by Alex Poletti
Photo by Kevork Djansezian / Getty Images
A few weeks after signing a two-year deal with the division rival Denver Broncos, former Chargers running back Melvin Gordon spoke out on the contract. In a phone interview with The Second String, he expressed his excitement for facing the Chargers twice and the opportunity to be replaced by a league-average halfback for the second straight year.
“I was with those guys for five years,” Gordon says of his former teammates. “Our bonds go beyond football. In the end, they went with Austin [Ekeler] instead of me, and that’s alright. I’ve made my peace with that decision. I’m ready for the next chapter of my career, where I can be replaced by another mediocre backup in Phillip Lindsay.”
At just 26, Gordon has already gone through the ups and downs of an NFL career. The Wisconsin product was once considered one of the sport’s promising running backs, making the Pro Bowl in 2016 and 2018. However, he held out over a contract dispute last season and was quickly forgotten as Chargers second stringer Austin Ekeler put up good numbers in his place.
“It just goes to show that no one has true security in this league,” Gordon reflects on his experiences. “I learned a lot from that, and I think it has helped me grow as a player. When I go to Denver, I can’t wait to get shown up once again at the game’s most replaceable position.”
A stalwart of the NFL offense, running backs are among the most highly touted and popular players in all of football. However, with an increase in holdouts over the past few years, fans and owners alike have seen that second-tier running backs can produce similar numbers to stars for a fraction of the cost.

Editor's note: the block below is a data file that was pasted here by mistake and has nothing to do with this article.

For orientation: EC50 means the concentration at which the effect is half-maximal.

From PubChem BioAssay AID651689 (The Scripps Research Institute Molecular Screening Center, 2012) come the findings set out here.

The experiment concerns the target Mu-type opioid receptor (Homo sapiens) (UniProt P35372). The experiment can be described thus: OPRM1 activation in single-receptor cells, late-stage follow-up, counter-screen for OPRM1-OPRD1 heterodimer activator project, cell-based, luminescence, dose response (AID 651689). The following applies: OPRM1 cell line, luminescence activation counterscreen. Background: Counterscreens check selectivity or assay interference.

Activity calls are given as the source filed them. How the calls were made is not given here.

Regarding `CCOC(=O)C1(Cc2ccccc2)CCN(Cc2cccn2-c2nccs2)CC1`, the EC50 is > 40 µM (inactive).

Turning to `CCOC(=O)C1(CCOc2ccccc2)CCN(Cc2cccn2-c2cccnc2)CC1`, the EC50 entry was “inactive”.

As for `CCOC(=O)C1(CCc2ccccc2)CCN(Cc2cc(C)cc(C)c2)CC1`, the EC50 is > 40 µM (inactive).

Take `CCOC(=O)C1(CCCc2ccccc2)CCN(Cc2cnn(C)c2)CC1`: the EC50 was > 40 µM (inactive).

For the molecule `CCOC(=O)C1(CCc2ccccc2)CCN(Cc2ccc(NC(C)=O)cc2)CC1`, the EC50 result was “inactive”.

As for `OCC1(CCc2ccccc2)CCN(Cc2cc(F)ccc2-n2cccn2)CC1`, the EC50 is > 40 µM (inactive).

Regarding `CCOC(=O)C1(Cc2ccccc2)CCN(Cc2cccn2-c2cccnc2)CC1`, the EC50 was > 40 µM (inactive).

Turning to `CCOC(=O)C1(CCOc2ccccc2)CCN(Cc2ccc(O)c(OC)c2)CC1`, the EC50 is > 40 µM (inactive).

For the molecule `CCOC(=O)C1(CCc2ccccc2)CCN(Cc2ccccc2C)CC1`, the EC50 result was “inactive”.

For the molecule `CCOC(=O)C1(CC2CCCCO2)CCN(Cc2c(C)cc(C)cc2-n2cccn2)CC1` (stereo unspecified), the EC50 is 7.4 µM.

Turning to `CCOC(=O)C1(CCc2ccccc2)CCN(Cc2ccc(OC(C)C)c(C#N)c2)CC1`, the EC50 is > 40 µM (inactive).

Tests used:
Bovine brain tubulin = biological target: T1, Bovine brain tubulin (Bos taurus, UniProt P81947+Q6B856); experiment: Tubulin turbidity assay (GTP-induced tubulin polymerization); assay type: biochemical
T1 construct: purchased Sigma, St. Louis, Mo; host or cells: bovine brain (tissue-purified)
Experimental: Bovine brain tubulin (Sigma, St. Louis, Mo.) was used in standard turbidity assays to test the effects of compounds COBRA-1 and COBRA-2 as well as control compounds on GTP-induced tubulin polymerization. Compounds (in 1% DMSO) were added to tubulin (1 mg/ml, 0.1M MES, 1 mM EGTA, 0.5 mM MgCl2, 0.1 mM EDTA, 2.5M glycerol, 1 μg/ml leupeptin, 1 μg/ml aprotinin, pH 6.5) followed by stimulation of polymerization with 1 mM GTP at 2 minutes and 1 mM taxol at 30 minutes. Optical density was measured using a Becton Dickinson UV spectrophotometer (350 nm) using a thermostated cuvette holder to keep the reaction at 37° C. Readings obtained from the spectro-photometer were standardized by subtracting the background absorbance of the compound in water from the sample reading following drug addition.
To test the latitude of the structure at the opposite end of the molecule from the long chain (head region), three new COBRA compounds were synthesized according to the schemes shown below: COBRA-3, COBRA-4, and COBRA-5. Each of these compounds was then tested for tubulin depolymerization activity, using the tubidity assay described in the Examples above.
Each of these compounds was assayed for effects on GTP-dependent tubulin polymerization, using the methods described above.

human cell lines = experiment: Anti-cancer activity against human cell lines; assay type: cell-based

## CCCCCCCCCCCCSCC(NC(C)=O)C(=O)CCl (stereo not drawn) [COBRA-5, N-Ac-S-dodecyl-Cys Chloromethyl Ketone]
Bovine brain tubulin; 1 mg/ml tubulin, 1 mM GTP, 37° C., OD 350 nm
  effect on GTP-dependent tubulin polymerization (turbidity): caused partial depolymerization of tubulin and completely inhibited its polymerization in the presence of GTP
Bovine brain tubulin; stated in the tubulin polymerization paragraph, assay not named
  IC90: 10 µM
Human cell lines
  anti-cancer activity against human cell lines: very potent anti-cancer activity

“Before Ekeler did it to me, [James] Conner did it to Le’Veon Bell,” Gordon explains. “Hell, if Zeke didn’t agree to come back to the Cowboys, I’m sure Tony Pollard would’ve done the same. But I’m looking to re-write the narrative. No one’s ever been replaced twice like this. This is my chance to etch my name into the history books.”
Backing Gordon up in Denver is the 25-year-old Lindsay, who got a Pro Bowl nod in his rookie season before putting up a second 1,000 yard campaign last year. Not quite sure why the Broncos were looking to upgrade, he’s ready for the challenge just the same.
“I’m up for the challenge,” Lindsay says. “If he decides to hold out or gets injured for a few weeks, I’ll be there to do exactly as well as him because we’re both reliant on the same offensive line. But taking the credit will be fun.”